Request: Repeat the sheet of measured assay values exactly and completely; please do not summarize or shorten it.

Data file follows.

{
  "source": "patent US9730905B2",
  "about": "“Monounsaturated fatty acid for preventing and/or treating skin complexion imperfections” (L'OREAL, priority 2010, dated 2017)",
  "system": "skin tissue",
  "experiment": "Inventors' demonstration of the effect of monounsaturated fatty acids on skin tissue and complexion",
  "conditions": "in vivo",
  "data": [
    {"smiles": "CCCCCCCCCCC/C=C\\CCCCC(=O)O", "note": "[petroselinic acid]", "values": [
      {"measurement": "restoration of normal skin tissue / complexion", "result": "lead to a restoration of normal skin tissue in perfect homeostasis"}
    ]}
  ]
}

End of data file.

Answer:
{
  "source": "patent US9730905B2",
  "about": "“Monounsaturated fatty acid for preventing and/or treating skin complexion imperfections” (L'OREAL, priority 2010, dated 2017)",
  "system": "skin tissue",
  "experiment": "Inventors' demonstration of the effect of monounsaturated fatty acids on skin tissue and complexion",
  "conditions": "in vivo",
  "data": [
    {"smiles": "CCCCCCCCCCC/C=C\\CCCCC(=O)O", "note": "[petroselinic acid]", "values": [
      {"measurement": "restoration of normal skin tissue / complexion", "result": "lead to a restoration of normal skin tissue in perfect homeostasis"}
    ]}
  ]
}